Firestone-equipped Explorers were implicated last year in
                    dozens of deaths, there have been recent reports of new
                    accidents involving rollovers on Explorers equipped with
                    non-Firestone tires. Also, a high-profile injury lawsuit against
                    Ford and Firestone is coming to trial in June in Hidalgo
                    County State Court in Texas.

                    Ford says it doesn't believe the latest accidents in Venezuela
                    are related to the Explorer's design and that it isn't clear
                    what were the causes of the accidents.

                    But Ford's push for a wider Firestone recall, which contradicts
                    months of assurances from both companies that all the
                    unsafe tires were captured in the previous action, is drawing
                    a furious counterattack from Bridgestone/Firestone officials.

                    After last year's damaging recall, Bridgestone/Firestone, a
                    unit of Japan's Bridgestone Corp., is struggling to salvage the
                    storied Firestone brand in the U.S. and has launched a major
                    marketing effort to win back consumers. Now, the tire maker
                    is stepping up efforts to focus regulators and the media on
                    questions about the safety of the older Explorer itself.

                    Bridgestone/Firestone points to data that Explorers have
                    seven to 10 times the rate of tread-separation claims
                    involving Firestone Wilderness and ATX tires similar to those
                    recalled as do Ford Ranger pickup trucks riding on the same
                    tires. Firestone officials have said for months that failures of
                    the previously recalled tires result from a combination of
                    factors, including the Explorer's weight, the way that weight
                    is distributed to the rear axle, and the SUV's higher center of

                    Ford officials dispute that interpretation, saying Goodyear
                    tires installed on Explorers have resulted in a negligible
                    number of tread-failure claims compared with the Firestone

                    Ford and Firestone officials are expected to meet early this
                    week to discuss the controversy, and tensions are expected
                    to be high. John Lampe, Bridgestone/Firestone's chairman
                    and chief executive, on Friday fired off a letter to Ford Chief
                    Executive Jacques Nasser stating that he was "outraged" by a
                    story in Friday's New York Times that reported Ford's
                    concerns that a wider recall could be necessary.

                    "Let me state categorically -- tires supplied to Ford Motor Co.
                    and other customers are safe, and the tires are not defective.
                    As we have said since last August, the role of the vehicle
                    must be taken into account," Mr. Lampe wrote.

                    Wall Street on Friday took a dim view of the rekindling of the
                    Ford-Firestone controversy. At 4 p.m. in New York Stock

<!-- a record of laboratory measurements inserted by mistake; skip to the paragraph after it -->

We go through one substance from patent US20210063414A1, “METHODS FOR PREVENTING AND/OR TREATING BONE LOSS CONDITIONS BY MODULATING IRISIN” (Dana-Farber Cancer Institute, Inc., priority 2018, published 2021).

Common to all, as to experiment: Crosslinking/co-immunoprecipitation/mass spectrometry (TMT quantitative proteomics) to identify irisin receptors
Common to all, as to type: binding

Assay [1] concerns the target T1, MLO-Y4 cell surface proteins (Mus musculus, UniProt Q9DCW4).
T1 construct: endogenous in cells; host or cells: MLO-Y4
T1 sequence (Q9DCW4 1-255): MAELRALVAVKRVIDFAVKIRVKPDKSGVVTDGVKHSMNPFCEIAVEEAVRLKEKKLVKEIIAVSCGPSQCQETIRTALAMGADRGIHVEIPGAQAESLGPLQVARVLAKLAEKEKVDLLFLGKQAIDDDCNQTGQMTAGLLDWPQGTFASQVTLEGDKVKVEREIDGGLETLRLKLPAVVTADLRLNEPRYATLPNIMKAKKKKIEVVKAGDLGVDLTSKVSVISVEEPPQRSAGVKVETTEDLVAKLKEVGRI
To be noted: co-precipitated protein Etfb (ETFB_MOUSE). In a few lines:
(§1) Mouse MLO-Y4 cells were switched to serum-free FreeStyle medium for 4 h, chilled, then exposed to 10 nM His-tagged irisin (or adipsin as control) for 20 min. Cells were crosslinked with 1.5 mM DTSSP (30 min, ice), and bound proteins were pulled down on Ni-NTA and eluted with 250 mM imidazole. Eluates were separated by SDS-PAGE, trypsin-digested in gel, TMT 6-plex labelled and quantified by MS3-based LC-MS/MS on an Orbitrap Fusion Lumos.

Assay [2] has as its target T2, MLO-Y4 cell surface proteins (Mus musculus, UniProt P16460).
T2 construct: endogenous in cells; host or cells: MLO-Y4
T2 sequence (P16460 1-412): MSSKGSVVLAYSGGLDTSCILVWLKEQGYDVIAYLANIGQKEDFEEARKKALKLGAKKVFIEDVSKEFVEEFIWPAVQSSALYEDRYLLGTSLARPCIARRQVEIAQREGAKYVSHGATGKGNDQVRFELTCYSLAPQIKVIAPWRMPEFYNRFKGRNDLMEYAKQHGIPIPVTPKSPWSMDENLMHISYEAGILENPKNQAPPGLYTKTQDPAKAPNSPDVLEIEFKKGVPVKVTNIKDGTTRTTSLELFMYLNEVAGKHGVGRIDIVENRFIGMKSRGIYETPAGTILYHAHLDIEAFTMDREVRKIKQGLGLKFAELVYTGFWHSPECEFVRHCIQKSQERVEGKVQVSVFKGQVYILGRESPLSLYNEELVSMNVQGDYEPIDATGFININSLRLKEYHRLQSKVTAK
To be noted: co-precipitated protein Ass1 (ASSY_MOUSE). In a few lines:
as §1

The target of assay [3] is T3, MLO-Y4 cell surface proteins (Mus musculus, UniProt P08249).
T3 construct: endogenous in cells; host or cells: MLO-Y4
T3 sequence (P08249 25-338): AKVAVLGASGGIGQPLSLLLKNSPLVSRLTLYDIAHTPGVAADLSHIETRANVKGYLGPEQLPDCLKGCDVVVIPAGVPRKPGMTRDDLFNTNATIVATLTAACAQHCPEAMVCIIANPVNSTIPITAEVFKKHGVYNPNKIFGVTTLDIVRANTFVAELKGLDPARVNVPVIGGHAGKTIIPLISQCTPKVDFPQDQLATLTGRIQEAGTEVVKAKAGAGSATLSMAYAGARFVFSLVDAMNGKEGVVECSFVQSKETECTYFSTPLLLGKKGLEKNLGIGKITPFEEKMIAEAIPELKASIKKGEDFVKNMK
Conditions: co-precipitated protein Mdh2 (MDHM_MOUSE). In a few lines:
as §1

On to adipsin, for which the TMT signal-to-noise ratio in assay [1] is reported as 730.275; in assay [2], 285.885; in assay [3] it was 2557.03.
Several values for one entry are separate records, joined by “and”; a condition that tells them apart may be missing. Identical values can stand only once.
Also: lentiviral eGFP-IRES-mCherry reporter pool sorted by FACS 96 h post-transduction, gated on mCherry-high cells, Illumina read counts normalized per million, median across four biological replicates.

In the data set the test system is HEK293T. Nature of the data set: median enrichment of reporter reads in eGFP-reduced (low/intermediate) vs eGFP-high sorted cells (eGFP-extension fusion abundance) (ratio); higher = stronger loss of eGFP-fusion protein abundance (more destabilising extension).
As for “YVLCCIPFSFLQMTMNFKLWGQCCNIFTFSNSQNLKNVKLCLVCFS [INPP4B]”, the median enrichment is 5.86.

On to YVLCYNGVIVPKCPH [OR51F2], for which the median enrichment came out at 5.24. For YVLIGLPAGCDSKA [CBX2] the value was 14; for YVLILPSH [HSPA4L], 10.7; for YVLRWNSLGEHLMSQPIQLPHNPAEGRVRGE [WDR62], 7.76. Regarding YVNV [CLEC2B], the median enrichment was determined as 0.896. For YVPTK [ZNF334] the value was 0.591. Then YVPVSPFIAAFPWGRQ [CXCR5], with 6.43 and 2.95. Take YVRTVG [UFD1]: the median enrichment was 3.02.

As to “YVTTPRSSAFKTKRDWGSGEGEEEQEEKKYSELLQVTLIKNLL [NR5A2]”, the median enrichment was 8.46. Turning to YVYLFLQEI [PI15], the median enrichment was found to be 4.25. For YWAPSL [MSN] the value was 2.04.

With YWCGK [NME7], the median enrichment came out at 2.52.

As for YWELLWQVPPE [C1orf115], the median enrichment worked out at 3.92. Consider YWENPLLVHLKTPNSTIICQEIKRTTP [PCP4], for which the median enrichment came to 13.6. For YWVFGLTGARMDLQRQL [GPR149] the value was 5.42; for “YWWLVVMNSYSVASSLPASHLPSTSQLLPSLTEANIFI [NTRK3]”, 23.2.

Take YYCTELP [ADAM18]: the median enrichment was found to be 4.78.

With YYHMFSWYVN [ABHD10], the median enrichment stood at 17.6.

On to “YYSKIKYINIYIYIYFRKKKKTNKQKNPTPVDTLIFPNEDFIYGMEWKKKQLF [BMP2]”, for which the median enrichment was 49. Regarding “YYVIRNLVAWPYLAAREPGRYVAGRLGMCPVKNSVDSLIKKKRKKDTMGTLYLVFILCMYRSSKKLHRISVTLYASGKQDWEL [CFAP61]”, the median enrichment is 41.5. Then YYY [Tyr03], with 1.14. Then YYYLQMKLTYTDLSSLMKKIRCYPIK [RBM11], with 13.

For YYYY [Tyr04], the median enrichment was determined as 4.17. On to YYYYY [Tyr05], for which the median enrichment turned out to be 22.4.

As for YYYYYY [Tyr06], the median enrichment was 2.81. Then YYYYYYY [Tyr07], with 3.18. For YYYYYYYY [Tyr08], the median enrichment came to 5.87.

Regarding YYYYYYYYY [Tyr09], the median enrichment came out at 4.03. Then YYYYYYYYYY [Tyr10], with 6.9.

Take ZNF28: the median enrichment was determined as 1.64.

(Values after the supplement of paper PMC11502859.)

Exchange composite trading, Ford shares were down 43 cents
                    to $27.13.

                    "Ford has had this image as a flight to quality: the best
                    margins, the best brands and the best balance sheet," said
                    Morgan Stanley Dean Witter analyst Stephen Girsky. "If they
                    are not careful this could unravel very quickly."

                    -- Stephen Power contributed to this article.

                    Write to Joseph B. White at, Clare
                    Ansberry at and Timothy Aeppel at

                                           The Tire Saga

                         Late 1998 Ford learns of problems with Firestone tires
                         suddenly failing on Explorer sport-utility vehicles in

                         1999 Ford replaces Firestone tires on Ford vehicles in
                         Persian Gulf countries after reports of tread failures.

                         May 2, 2000 Federal highway safety regulators
                         announce they are formally investigating complaints that
                         as many as 47 million Firestone ATX, ATX II and
                         Wilderness tires could be defective.

                         Aug. 9, 2000 Following reports of 46 deaths linked to
                         sudden failures of its tires, Bridgestone/ Firestone
                         announces it is recalling 6.5 million Firestone ATX and
                         ATX II p235/75R15 tires made since 1991, and all
                         15-inch Wilderness tires made at Decatur, Ill., plant.
                         Most of the tires are mounted on Ford Explorer
                         sport-utility vehicles. Ford and Firestone officials say
                         there are no unusual defect trends affecting 16-inch
                         tires. Worried customers flood Firestone and Ford

                         Aug. 30, 2000 Federal regulators recommend that
                         Bridgestone/Firestone expand the recall to include an
                         additonal 1.4 million tires. The company refuses. NHTSA
                         recommends consumers replace the tires.

                         Aug. 31, 2000 NHTSA seeks information from State
                         Farm Insurance on possible problems with 16-inch
                         Firestone tires.

                         Sept. 12, 2000 Top Bridgestone/Firestone officials
                         admit the company made "bad tires" and blamed the
                         design and manufacturing flaws for problems with the
                         recalled tires.

                         Sept. 2000 Ford and Firestone executives testify before
                         a congressional committee, defending their handling of
                         the crisis but criticizing each other.

                         Oct. 1, 2000 Federal regulators say they are
                         investigating another brand of Firestone tires, Steeltex,
                         for tread- separation defects.

                         Dec. 18, 2000 A Firestone study cites the weight of the
                         Explorer and the relatively low 26 psi recommended tire
                         pressure as a possible factor in crashes.

                         Jan. 8, 2001 Ford and Firestone settle high-profile
                         Texas case, agreeing to undisclosed compensation for a
                         woman paralyzed in an Explorer rollover crash.

                         April 2001 Ford launches redesigned 2002 Explorer,
                         most of them equipped with Goodyear or Michelin tires.